<li><a href="http://underscorejs.org/#values">values</a></li>
<li><a href="http://underscorejs.org/#pairs">pairs</a></li>
<li><a href="http://underscorejs.org/#invert">invert</a></li>
<li><a href="http://underscorejs.org/#pick">pick</a></li>
<li><a href="http://underscorejs.org/#omit">omit</a></li>
<li><a href="http://underscorejs.org/#chain">chain</a></li>
<li><a href="http://underscorejs.org/#isEmpty">isEmpty</a></li>
</ul>
<pre>
user.pick('first_name', 'last_name', 'email');
chapters.keys().join(', ');
</pre>
<p id="Model-validate">
<b class="header">validate</b><code>model.validate(attributes, options)</code>
<br />
This method is left undefined and you're encouraged to override it with
any custom validation logic you have that can be performed in JavaScript.
By default <tt>save</tt> checks <b>validate</b> before
setting any attributes but you may also tell <tt>set</tt> to validate
the new attributes by passing <tt>{validate: true}</tt> as an option.
<br />
The <b>validate</b> method receives the model attributes as well as any
options passed to <tt>set</tt> or <tt>save</tt>.
If the attributes are valid, don't return anything from <b>validate</b>;
if they are invalid return an error of your choosing. It
can be as simple as a string error message to be displayed, or a complete
error object that describes the error programmatically. If <b>validate</b>
returns an error, <tt>save</tt> will not continue, and the
model attributes will not be modified on the server.
Failed validations trigger an <tt>"invalid"</tt> event, and set the
<tt>validationError</tt> property on the model with the value returned by
this method.
</p>
<pre class="runnable">
var Chapter = Backbone.Model.extend({
validate: function(attrs, options) {
if (attrs.end &lt; attrs.start) {
return "can't end before it starts";
}
}
});
var one = new Chapter({
title : "Chapter One: The Beginning"
});
one.on("invalid", function(model, error) {
alert(model.get("title") + " " + error);
});
one.save({
start: 15,
end: 10
});
</pre>
<p>
<tt>"invalid"</tt> events are useful for providing coarse-grained error
messages at the model or collection level.
</p>
<p id="Model-validationError">
<b class="header">validationError</b><code>model.validationError</code>
<br />
The value returned by <a href="#Model-validate">validate</a> during the last failed validation.
</p>
<p id="Model-isValid">
<b class="header">isValid</b><code>model.isValid()</code>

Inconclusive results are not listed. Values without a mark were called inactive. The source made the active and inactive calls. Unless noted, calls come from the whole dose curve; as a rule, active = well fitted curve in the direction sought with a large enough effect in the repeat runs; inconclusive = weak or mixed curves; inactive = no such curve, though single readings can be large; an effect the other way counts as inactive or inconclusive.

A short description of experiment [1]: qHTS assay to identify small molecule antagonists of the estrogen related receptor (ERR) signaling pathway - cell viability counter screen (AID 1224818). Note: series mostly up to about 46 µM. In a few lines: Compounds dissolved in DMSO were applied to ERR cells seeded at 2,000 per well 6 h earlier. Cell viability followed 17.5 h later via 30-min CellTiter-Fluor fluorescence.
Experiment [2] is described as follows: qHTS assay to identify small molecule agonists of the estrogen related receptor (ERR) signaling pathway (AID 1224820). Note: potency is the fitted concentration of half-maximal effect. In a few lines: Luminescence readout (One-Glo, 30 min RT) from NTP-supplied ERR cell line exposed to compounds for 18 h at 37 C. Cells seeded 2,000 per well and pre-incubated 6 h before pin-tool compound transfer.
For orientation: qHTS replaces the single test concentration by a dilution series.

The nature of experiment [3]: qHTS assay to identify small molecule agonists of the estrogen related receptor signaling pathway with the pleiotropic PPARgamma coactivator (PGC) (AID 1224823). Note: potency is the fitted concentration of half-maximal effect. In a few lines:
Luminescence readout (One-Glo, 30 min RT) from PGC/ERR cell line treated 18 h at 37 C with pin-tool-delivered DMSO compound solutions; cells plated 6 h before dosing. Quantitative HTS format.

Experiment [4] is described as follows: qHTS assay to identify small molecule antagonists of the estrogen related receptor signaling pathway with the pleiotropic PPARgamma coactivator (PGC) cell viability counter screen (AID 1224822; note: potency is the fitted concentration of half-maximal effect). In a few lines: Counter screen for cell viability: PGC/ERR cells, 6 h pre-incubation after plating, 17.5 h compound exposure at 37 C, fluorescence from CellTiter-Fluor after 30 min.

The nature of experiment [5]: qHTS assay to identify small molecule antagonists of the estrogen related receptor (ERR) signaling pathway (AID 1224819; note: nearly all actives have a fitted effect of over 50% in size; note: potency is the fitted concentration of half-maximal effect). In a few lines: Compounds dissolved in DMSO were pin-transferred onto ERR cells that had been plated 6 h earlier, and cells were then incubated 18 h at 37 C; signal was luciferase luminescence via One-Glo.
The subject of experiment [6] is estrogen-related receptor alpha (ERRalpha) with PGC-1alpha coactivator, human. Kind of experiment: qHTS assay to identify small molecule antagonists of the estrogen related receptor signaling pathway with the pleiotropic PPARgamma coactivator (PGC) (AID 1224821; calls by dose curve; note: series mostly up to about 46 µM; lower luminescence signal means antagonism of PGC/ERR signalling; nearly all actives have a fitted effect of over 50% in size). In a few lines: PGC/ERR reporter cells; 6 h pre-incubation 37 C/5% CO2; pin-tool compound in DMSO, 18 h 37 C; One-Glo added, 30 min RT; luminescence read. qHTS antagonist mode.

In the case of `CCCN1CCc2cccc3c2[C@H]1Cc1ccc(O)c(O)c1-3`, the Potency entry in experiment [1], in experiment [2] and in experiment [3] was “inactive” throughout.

<br />
Run <a href="#Model-validate">validate</a> to check the model state.
</p>
<pre class="runnable">
var Chapter = Backbone.Model.extend({
validate: function(attrs, options) {
if (attrs.end &lt; attrs.start) {
return "can't end before it starts";
}
}
});
var one = new Chapter({
title : "Chapter One: The Beginning"
});
one.set({
start: 15,
end: 10
});
if (!one.isValid()) {
alert(one.get("title") + " " + one.validationError);
}
</pre>
<p id="Model-url">
<b class="header">url</b><code>model.url()</code>
<br />
Returns the relative URL where the model's resource would be located on
the server. If your models are located somewhere else, override this method
with the correct logic. Generates URLs of the form: <tt>"[collection.url]/[id]"</tt>
by default, but you may override by specifying an explicit <tt>urlRoot</tt>
if the model's collection shouldn't be taken into account.
</p>
<p>
Delegates to <a href="#Collection-url">Collection#url</a> to generate the
URL, so make sure that you have it defined, or a <a href="#Model-urlRoot">urlRoot</a>
property, if all models of this class share a common root URL.
A model with an id of <tt>101</tt>, stored in a
<a href="#Collection">Backbone.Collection</a> with a <tt>url</tt> of <tt>"/documents/7/notes"</tt>,
would have this URL: <tt>"/documents/7/notes/101"</tt>
</p>
<p id="Model-urlRoot">
<b class="header">urlRoot</b><code>model.urlRoot or model.urlRoot()</code>
<br />
Specify a <tt>urlRoot</tt> if you're using a model <i>outside</i> of a collection,
to enable the default <a href="#Model-url">url</a> function to generate
URLs based on the model id. <tt>"[urlRoot]/id"</tt><br />
Normally, you won't need to define this.